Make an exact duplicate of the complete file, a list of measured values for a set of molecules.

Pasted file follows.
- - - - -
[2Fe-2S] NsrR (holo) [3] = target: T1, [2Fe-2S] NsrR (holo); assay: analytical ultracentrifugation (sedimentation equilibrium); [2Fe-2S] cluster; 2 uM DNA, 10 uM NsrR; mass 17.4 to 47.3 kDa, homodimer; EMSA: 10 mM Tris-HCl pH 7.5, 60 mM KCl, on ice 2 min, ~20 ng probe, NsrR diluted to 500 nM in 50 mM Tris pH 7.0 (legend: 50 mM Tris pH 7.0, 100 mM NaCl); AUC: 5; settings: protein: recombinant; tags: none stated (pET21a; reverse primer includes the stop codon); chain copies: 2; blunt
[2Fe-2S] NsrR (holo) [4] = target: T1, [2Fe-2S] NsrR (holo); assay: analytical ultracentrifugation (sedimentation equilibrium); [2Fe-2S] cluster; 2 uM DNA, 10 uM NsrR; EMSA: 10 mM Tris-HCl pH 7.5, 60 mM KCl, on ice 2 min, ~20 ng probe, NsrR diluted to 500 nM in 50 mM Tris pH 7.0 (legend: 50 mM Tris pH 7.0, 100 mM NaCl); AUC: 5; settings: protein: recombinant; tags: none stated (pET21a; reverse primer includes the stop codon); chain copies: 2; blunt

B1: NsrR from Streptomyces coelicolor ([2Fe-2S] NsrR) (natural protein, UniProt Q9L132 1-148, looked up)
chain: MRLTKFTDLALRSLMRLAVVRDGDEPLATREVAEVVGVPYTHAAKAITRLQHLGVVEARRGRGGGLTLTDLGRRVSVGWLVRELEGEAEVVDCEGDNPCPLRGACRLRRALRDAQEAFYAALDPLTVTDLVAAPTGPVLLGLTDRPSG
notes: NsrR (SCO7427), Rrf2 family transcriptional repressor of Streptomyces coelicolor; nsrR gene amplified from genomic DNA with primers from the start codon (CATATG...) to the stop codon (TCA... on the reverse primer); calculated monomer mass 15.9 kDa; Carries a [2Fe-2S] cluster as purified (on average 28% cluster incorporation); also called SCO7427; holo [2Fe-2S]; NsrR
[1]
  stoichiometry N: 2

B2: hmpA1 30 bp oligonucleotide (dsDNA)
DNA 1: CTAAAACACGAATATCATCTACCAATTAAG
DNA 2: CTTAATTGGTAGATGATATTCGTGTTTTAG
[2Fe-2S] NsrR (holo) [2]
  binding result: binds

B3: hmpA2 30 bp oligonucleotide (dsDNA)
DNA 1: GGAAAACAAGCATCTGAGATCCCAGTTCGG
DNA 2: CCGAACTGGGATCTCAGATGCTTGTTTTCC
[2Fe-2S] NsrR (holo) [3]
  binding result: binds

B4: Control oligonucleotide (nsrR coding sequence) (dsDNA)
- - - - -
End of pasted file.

[2Fe-2S] NsrR (holo) [3] = target: T1, [2Fe-2S] NsrR (holo); assay: analytical ultracentrifugation (sedimentation equilibrium); [2Fe-2S] cluster; 2 uM DNA, 10 uM NsrR; mass 17.4 to 47.3 kDa, homodimer; EMSA: 10 mM Tris-HCl pH 7.5, 60 mM KCl, on ice 2 min, ~20 ng probe, NsrR diluted to 500 nM in 50 mM Tris pH 7.0 (legend: 50 mM Tris pH 7.0, 100 mM NaCl); AUC: 5; settings: protein: recombinant; tags: none stated (pET21a; reverse primer includes the stop codon); chain copies: 2; blunt
[2Fe-2S] NsrR (holo) [4] = target: T1, [2Fe-2S] NsrR (holo); assay: analytical ultracentrifugation (sedimentation equilibrium); [2Fe-2S] cluster; 2 uM DNA, 10 uM NsrR; EMSA: 10 mM Tris-HCl pH 7.5, 60 mM KCl, on ice 2 min, ~20 ng probe, NsrR diluted to 500 nM in 50 mM Tris pH 7.0 (legend: 50 mM Tris pH 7.0, 100 mM NaCl); AUC: 5; settings: protein: recombinant; tags: none stated (pET21a; reverse primer includes the stop codon); chain copies: 2; blunt

B1: NsrR from Streptomyces coelicolor ([2Fe-2S] NsrR) (natural protein, UniProt Q9L132 1-148, looked up)
chain: MRLTKFTDLALRSLMRLAVVRDGDEPLATREVAEVVGVPYTHAAKAITRLQHLGVVEARRGRGGGLTLTDLGRRVSVGWLVRELEGEAEVVDCEGDNPCPLRGACRLRRALRDAQEAFYAALDPLTVTDLVAAPTGPVLLGLTDRPSG
notes: NsrR (SCO7427), Rrf2 family transcriptional repressor of Streptomyces coelicolor; nsrR gene amplified from genomic DNA with primers from the start codon (CATATG...) to the stop codon (TCA... on the reverse primer); calculated monomer mass 15.9 kDa; Carries a [2Fe-2S] cluster as purified (on average 28% cluster incorporation); also called SCO7427; holo [2Fe-2S]; NsrR
[1]
  stoichiometry N: 2

B2: hmpA1 30 bp oligonucleotide (dsDNA)
DNA 1: CTAAAACACGAATATCATCTACCAATTAAG
DNA 2: CTTAATTGGTAGATGATATTCGTGTTTTAG
[2Fe-2S] NsrR (holo) [2]
  binding result: binds

B3: hmpA2 30 bp oligonucleotide (dsDNA)
DNA 1: GGAAAACAAGCATCTGAGATCCCAGTTCGG
DNA 2: CCGAACTGGGATCTCAGATGCTTGTTTTCC
[2Fe-2S] NsrR (holo) [3]
  binding result: binds

B4: Control oligonucleotide (nsrR coding sequence) (dsDNA)